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tabla f. (Noun) "plank;" "slab"

12th cent. From Latin tabula "board." From Proto-Italic *taflā- 'id.' Of uncertain origin.

Romance: Western Vulgar Latin: Portuguese talião, Italian taglione
taca (1) f. (Noun) "small closet"

Very early 17th cent. Borrowed from Andalusian Arabic ṭáqa "window." From Arabic ṯāq 'id.,' which was borrowed from Persian ṭāq 'id.'
taca (2) f. (Noun) "stain"

12th cent. From Vulgar Latin *tacca 'id.' Borrowed from a Germanic language with the structure *taik(k)- "sign" (cf. Gothic taikns "omen"). Derived from Proto-Germanic *taikna- "sign." Perhaps from a Proto-Indo-European root *dei̯ḱ- meaning "to show."

Romance: Western Vulgar Latin: Catalan taca, Occitan taca, Italian tacca

Germanic: East Germanic: Gothic taikns "omen;" North Germanic: Old Norse teikn "sign;" West Germanic: Old High German zeihhan "sign," Old Dutch teikan 'id.,' Old Saxon tēken 'id.,' Old Frisian tēken 'id.,' Old English tācn 'id.' (English token)

Indo-European: Hellenic: Ancient Greek δεικνῠ́ναι (deiknynai) "to point out;" Indo-Iranian: Sanskrit diś "to point out"
taca (3) f. (Noun) "crucible plate"

14th cent. Borrowed from French taque 'id.' According to Corominas (1991), taque was borrowed from Low German tak "cast iron plate," but no supporting sources found.
taca (4) f. (Noun) (Chile) "Bivalvia mollusk"

According to Actes (1901), to be from Mapuche thaca 'id.'

Dialect Variants: Chile cháca "Venus thaca shell," "labia minora," traca "Bivalvia mollusk"
tacaño (Adjective) "stingy"

14th cent. Old Spanish meaning "rogue." Of unknown origin. Popularly connect with Hebrew taqanah "agreement" (Corominas 1991). As Roberts (2014) explained, tacaño was "a word used in financial operations, and adopted by Christians in a pejor[ative] sense."

Romance scholars are more skeptical. "Corominas' philological survey of the spotty record of tacaño ... is as scrupulous as any exacting reader can demand.... But on the positive side he remains completely unconvincing. Between [Old Spanish] tacana 'payment' (whose stress pattern remains problematic), also [Judeo-Spanish] tacaná 'ruling, arrangement' flanked by the verb atacanar (Balkan peninsula), on the one hand, and, on the other Late [Old Spanish] tacaño 'rogue,' 'evildoer' there remains a triple gap: prosodic, semantic-stylistic, and morphological-derivational. If an original Orientalism is at all involved, it qualifies only as a very dubious one." ~ Malkiel, "Dubious, Pseudo-, Hybrid, and Mock-Orientalisms in Romance" (1991)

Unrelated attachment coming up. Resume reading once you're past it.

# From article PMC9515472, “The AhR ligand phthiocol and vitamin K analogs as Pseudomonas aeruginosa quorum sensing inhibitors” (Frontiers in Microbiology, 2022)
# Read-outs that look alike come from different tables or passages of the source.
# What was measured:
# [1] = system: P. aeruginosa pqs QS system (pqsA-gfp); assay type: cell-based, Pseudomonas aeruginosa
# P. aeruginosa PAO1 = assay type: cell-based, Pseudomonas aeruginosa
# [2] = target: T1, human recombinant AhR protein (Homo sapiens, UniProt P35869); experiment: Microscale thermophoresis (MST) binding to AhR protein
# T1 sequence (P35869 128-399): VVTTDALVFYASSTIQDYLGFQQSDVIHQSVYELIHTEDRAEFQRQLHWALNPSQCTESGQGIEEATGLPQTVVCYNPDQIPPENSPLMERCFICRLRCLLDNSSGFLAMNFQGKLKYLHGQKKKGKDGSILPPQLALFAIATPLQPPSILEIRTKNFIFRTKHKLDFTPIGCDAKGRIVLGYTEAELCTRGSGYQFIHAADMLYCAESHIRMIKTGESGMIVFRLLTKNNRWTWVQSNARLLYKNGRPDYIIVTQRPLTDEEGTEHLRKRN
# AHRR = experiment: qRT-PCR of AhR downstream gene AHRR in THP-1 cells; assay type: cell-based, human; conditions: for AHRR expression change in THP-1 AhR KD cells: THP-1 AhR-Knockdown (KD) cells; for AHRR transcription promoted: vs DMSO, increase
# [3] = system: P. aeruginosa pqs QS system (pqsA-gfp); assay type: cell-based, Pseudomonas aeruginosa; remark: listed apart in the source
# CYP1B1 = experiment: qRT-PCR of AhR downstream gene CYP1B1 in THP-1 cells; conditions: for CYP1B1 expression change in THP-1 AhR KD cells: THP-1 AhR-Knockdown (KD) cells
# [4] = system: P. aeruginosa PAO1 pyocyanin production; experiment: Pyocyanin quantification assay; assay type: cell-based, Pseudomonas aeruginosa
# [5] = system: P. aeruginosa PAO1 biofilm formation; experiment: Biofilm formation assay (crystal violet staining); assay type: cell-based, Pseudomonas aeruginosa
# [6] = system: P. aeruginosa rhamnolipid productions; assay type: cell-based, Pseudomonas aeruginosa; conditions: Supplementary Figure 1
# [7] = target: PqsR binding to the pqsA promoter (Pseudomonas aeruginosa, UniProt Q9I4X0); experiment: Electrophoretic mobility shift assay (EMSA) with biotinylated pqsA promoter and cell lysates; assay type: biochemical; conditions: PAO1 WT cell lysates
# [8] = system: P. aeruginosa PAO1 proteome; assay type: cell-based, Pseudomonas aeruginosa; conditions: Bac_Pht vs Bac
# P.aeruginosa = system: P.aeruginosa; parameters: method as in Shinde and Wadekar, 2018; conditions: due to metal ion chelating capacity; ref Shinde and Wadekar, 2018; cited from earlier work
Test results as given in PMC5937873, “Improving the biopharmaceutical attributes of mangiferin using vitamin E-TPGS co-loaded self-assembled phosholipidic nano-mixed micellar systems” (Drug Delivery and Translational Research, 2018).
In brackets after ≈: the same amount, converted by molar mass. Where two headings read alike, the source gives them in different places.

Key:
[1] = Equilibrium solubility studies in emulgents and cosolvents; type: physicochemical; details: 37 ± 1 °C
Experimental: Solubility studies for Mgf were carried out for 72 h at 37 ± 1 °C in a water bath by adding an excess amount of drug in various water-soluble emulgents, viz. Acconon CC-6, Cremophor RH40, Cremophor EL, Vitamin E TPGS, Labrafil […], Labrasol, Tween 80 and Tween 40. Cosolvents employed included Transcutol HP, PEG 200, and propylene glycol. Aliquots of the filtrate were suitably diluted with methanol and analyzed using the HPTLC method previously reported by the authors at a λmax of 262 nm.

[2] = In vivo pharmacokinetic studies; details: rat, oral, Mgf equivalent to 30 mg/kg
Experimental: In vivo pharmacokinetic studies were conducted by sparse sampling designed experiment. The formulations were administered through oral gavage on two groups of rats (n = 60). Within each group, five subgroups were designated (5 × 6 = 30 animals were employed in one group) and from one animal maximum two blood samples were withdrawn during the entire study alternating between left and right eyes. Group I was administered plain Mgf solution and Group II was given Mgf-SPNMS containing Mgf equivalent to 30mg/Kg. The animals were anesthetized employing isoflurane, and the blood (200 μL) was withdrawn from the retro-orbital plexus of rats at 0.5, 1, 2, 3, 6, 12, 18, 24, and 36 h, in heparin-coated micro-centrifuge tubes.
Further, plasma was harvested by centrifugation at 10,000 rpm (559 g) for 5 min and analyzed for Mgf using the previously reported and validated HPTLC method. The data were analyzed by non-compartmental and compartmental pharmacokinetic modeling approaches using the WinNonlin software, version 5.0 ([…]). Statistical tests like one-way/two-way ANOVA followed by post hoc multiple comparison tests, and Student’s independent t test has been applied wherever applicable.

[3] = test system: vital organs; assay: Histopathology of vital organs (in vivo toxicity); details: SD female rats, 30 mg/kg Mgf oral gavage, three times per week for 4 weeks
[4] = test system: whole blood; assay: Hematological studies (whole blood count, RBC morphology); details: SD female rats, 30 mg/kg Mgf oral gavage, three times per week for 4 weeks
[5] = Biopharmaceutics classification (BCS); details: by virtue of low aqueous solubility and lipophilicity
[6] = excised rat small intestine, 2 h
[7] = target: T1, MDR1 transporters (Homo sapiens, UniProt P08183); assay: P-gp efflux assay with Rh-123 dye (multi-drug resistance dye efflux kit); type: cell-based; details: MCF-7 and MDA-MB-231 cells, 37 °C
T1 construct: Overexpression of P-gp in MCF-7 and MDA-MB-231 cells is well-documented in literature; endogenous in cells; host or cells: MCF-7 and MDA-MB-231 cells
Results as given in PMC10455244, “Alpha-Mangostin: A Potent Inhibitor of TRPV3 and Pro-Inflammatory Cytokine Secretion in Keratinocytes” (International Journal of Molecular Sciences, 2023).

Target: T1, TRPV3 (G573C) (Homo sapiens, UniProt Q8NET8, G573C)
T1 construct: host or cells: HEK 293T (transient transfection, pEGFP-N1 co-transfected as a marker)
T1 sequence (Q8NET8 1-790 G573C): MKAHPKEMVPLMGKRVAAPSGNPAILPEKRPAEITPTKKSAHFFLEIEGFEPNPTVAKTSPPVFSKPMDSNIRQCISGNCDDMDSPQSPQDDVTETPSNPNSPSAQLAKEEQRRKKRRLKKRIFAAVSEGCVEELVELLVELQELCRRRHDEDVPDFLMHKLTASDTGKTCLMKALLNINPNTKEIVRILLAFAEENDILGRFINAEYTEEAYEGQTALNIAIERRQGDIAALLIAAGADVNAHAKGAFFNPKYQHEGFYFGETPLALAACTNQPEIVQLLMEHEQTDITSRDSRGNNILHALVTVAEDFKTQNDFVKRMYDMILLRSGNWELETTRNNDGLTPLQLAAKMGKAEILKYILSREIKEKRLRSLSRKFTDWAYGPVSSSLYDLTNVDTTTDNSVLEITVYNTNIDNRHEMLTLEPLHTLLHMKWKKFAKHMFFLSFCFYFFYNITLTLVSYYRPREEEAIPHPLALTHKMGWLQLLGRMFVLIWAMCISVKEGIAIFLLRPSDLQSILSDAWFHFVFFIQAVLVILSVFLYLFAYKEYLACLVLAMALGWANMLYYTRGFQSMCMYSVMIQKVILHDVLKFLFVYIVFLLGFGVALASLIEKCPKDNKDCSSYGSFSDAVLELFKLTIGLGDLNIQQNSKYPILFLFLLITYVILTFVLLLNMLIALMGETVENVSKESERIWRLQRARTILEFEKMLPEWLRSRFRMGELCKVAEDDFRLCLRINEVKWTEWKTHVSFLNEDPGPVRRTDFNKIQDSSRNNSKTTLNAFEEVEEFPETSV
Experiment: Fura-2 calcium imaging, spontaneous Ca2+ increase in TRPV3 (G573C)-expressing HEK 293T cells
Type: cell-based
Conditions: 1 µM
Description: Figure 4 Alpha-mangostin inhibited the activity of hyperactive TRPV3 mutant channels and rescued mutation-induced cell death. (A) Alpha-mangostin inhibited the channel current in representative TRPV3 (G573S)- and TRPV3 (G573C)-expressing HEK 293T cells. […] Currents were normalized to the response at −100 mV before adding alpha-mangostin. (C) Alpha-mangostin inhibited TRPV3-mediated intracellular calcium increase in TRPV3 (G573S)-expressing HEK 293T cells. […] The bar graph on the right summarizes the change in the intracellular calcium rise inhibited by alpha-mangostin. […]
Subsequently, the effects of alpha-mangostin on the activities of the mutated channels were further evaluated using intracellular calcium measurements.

Romance: Western Vulgar Latin: Italian taccagno
tajar (Verb) "to cut"

10th cent. From Latin taliare 'id.' From talea (botanical) "cutting" (see tálea).

Romance: Western Vulgar Latin: Asturian tabla, Portuguese tala, Catalan taula, French table, Italian tavola; Eastern Vulgar Latin: Romanian tablă; Sardinian: taba

Italic: Umbrian tafle "on the table"
tal (Adjective) "such"

10th cent. From Latin talis 'id.' From Proto-Italic *tāli- 'id.' From Proto-Indo-European *teh2-li̯- 'id.' from the demonstrative stem *teh2.

Romance: Western Vulgar Latin: Portuguese tal, French tel, Italian tale; Romanian tare

Indo-European: Celtic: Welsh talu "to pay," Middle Breton taluout "to be worthy," Cornish tal "to pay;" Balto-Slavic: Old Church Slavonic tolь "so much," Lithuanian tõlei "until;" Hellenic: Ancient Greek τηλίκος (telíkos) "of such an age"
tálea f. (Noun) "Roman palisade"

From Latin talea "stick." Of unknown origin.

Romance: Western Vulgar Latin: Italian talea
talento m. (Noun) "talent;" (money) "talent"

12th cent. From Medieval Latin talentum 'id.,' borrowed from Ancient Greek τάλαντον ‎(tálanton) "talent," "balance." From Proto Indo-European *tl̥h2-ent- "bearing." From the root *telh2- "to bear."

Romance: Western Vulgar Latin: Portuguese talento, tento, Catalan talent, French talent, Italian talento